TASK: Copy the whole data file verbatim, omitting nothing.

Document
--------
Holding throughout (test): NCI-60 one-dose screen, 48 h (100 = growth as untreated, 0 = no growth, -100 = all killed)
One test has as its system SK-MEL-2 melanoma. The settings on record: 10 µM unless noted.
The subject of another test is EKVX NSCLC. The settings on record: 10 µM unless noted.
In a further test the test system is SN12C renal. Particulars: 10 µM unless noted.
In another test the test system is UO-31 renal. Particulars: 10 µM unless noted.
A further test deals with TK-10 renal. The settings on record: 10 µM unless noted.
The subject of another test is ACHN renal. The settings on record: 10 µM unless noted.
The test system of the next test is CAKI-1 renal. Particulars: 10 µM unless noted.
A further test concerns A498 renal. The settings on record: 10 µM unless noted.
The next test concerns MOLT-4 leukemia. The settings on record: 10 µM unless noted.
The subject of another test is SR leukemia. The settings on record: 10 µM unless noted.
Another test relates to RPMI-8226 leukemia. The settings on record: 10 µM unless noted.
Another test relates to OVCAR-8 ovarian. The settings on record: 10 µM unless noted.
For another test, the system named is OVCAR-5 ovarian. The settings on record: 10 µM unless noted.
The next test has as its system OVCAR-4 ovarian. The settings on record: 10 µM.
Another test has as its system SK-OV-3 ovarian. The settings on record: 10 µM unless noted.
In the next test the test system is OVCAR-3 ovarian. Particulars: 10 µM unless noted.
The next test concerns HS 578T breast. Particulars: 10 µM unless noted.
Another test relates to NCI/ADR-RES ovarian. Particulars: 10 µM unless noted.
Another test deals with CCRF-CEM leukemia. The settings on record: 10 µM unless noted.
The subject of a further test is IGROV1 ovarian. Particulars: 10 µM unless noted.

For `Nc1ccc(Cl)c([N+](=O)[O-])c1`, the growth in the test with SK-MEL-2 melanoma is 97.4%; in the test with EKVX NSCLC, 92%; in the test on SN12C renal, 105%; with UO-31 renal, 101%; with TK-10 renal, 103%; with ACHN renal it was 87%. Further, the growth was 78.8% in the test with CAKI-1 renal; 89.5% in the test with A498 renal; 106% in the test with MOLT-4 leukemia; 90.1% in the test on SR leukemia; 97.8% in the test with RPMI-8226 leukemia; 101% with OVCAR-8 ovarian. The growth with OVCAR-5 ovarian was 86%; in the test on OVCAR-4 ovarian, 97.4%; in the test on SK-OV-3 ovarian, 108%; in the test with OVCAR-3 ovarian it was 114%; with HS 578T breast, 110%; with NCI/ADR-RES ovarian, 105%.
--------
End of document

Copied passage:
Holding throughout (test): NCI-60 one-dose screen, 48 h (100 = growth as untreated, 0 = no growth, -100 = all killed)
One test has as its system SK-MEL-2 melanoma. The settings on record: 10 µM unless noted.
The subject of another test is EKVX NSCLC. The settings on record: 10 µM unless noted.
In a further test the test system is SN12C renal. Particulars: 10 µM unless noted.
In another test the test system is UO-31 renal. Particulars: 10 µM unless noted.
A further test deals with TK-10 renal. The settings on record: 10 µM unless noted.
The subject of another test is ACHN renal. The settings on record: 10 µM unless noted.
The test system of the next test is CAKI-1 renal. Particulars: 10 µM unless noted.
A further test concerns A498 renal. The settings on record: 10 µM unless noted.
The next test concerns MOLT-4 leukemia. The settings on record: 10 µM unless noted.
The subject of another test is SR leukemia. The settings on record: 10 µM unless noted.
Another test relates to RPMI-8226 leukemia. The settings on record: 10 µM unless noted.
Another test relates to OVCAR-8 ovarian. The settings on record: 10 µM unless noted.
For another test, the system named is OVCAR-5 ovarian. The settings on record: 10 µM unless noted.
The next test has as its system OVCAR-4 ovarian. The settings on record: 10 µM.
Another test has as its system SK-OV-3 ovarian. The settings on record: 10 µM unless noted.
In the next test the test system is OVCAR-3 ovarian. Particulars: 10 µM unless noted.
The next test concerns HS 578T breast. Particulars: 10 µM unless noted.
Another test relates to NCI/ADR-RES ovarian. Particulars: 10 µM unless noted.
Another test deals with CCRF-CEM leukemia. The settings on record: 10 µM unless noted.
The subject of a further test is IGROV1 ovarian. Particulars: 10 µM unless noted.

For `Nc1ccc(Cl)c([N+](=O)[O-])c1`, the growth in the test with SK-MEL-2 melanoma is 97.4%; in the test with EKVX NSCLC, 92%; in the test on SN12C renal, 105%; with UO-31 renal, 101%; with TK-10 renal, 103%; with ACHN renal it was 87%. Further, the growth was 78.8% in the test with CAKI-1 renal; 89.5% in the test with A498 renal; 106% in the test with MOLT-4 leukemia; 90.1% in the test on SR leukemia; 97.8% in the test with RPMI-8226 leukemia; 101% with OVCAR-8 ovarian. The growth with OVCAR-5 ovarian was 86%; in the test on OVCAR-4 ovarian, 97.4%; in the test on SK-OV-3 ovarian, 108%; in the test with OVCAR-3 ovarian it was 114%; with HS 578T breast, 110%; with NCI/ADR-RES ovarian, 105%.